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Invisibly small stands tall
LOS ANGELES—Researchers from UCLA and Northwestern University are using nanotechnology to develop a new way to deliver drugs that is invisible to the immune system. With nanoscale polymer films—about four nanometers per layer—the research team built a platform of sorts to hold and slowly release an anti-inflammatory drug, a significant drug delivery hurdle that could lead to new and better therapeutic delivery methods for cancer and other diseases.
The study provides an example of the enormous potential and clinical significance that nanomaterials may represent in such fields as oncology, endocrinology and cardiology.
"One of the key advantages with the nanocloak polymer/nanofilm devices that we are developing is that it is a platform system that can be integrated with virtually any drug (chemically synthesized, protein/antibody-based, etc.)," says Dean Ho, an assistant professor of biomedical and mechanical engineering with the McCormick School of Engineering and Applied Science, a member of the Robert H. Lurie Comprehensive Cancer Center of Northwestern University and the study's senior author.
The researchers used nanoscale polymer films, about four nanometers per layer, to build a sort of matrix or platform to hold and slowly release an anti-inflammatory drug. The films are orders of magnitude thinner than conventional drug delivery coatings, says Genhong Cheng, a researcher at UCLA's Jonsson Comprehensive Cancer Center and one of the study's authors.
"Using this system, drugs could be released slowly and under control for weeks or longer," says Cheng, a professor of microbiology and molecular genetics.
Researchers coated tiny chips with layers of the nanoscale polymer films, which are inert and helped provide a Harry Potter-like invisibility cloak for the chips, hiding them from the body's natural defenses. They then added Dexamethasone, an anti-inflammatory drug, between the layers. The chips were implanted in mice, and researchers found that the Dexamethasone-coated films suppressed the expression of cytokines, proteins released by the cells of the immune system to initiate a response to a foreign invader. Mice without implants and those with uncoated implants were studied to compare immune response.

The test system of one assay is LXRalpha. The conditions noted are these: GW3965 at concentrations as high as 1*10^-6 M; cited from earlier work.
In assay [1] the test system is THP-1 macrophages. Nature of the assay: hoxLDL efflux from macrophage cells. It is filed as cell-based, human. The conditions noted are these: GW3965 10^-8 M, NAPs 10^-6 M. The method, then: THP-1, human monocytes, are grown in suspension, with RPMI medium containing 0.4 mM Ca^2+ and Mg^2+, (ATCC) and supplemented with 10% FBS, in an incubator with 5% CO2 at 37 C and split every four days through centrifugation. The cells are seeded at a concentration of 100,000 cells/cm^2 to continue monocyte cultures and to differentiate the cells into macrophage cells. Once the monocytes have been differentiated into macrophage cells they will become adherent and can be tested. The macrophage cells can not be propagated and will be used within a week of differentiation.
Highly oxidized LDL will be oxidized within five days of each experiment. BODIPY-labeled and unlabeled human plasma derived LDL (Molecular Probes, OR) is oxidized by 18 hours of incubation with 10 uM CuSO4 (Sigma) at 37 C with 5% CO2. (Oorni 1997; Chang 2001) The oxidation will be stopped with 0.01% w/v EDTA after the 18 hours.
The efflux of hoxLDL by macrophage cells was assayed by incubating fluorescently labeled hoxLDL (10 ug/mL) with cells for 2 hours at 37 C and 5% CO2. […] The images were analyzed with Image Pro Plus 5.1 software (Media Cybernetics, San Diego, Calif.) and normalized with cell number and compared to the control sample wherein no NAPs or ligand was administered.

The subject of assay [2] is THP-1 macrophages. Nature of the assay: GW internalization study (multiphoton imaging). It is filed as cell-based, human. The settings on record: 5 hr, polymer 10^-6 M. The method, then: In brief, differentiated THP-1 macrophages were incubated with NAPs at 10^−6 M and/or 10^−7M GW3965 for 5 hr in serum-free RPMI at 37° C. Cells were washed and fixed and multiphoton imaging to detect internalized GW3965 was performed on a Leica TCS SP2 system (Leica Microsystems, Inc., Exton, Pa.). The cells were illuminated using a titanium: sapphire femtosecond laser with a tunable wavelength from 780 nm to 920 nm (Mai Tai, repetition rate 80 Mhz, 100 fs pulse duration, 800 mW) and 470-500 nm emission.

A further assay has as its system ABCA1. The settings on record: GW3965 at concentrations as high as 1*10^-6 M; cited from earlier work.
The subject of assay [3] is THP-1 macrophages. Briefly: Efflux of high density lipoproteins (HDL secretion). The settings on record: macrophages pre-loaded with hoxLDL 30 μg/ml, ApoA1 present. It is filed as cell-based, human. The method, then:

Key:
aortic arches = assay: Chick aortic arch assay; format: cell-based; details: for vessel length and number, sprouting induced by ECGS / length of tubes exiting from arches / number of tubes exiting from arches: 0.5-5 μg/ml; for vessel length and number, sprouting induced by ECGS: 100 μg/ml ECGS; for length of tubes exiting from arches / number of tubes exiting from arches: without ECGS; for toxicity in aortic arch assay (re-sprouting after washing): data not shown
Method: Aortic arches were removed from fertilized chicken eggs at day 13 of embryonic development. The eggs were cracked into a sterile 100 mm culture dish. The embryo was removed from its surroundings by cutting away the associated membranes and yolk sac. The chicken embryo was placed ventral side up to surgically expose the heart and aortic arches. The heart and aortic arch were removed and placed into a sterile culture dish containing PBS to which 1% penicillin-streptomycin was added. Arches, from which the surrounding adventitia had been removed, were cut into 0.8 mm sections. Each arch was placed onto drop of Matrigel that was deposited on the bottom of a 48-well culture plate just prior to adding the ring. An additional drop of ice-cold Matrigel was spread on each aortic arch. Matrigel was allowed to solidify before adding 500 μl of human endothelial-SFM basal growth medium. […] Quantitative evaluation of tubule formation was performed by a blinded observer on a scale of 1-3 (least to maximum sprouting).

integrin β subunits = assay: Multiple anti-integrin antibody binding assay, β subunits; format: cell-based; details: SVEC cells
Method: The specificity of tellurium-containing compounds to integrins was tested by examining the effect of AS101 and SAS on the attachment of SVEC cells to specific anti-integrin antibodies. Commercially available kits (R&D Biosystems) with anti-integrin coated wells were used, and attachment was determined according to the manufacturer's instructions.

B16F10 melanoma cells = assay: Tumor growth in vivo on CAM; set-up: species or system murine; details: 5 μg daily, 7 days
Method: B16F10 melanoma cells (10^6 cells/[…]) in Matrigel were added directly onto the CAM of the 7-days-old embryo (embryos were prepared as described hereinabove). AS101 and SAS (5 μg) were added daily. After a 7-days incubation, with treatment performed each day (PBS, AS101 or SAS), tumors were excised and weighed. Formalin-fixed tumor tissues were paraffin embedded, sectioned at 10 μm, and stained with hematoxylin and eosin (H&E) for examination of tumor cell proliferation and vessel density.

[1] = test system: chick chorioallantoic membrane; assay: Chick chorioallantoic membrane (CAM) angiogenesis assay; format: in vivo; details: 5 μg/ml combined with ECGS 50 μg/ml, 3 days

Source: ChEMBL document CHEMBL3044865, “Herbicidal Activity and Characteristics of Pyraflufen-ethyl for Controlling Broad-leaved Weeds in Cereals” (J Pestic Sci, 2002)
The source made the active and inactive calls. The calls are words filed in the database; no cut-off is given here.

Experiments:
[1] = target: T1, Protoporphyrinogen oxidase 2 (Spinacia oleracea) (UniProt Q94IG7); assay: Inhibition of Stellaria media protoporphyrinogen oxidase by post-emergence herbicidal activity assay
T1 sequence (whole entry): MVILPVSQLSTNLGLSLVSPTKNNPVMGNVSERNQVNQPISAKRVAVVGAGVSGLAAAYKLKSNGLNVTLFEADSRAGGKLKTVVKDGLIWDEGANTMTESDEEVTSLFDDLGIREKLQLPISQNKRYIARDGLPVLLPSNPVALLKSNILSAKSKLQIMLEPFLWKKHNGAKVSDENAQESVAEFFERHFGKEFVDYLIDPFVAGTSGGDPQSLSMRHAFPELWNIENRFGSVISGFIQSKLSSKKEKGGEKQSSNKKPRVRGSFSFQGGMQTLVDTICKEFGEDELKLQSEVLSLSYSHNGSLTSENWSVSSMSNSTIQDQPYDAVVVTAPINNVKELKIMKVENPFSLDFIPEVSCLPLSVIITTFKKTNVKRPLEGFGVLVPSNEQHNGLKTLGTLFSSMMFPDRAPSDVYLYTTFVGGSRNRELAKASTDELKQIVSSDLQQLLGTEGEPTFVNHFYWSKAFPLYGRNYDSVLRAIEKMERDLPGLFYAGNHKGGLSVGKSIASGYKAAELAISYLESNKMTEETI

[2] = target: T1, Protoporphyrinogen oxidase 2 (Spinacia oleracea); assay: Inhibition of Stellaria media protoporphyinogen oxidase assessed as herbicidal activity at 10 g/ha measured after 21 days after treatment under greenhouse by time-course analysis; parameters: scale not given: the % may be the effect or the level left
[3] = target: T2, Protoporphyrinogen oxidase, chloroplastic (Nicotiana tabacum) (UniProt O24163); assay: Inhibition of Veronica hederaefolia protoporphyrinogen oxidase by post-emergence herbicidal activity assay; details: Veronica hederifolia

The uncoated implants generated an inflammatory response from the surrounding tissue, which ultimately would have led to the body's rejection of the implant and the breakdown of its functionality. However, tissue from the mice without implants and the mice with the nano-cloaked implants were virtually identical, proving that the film-coated implants were effectively shielded from the body's defense system, says Edward Chow, a former UCLA graduate student who participated in the study and is one of its authors.
"The next step of the project will involve using the nanocloaking polymer as the foundation for an implantable nanofilm device for localized cancer treatment," says Ho, adding that within the next year or so, the technology could see rapid movement towards its next phase of development.
The technology also may prove to be an effective approach for delivering multiple drugs, controlling the sequence of multi-drug delivery.